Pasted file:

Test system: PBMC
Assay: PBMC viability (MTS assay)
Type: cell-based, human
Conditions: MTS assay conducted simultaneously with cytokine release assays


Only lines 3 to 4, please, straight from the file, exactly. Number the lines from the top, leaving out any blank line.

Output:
Type: cell-based, human
Conditions: MTS assay conducted simultaneously with cytokine release assays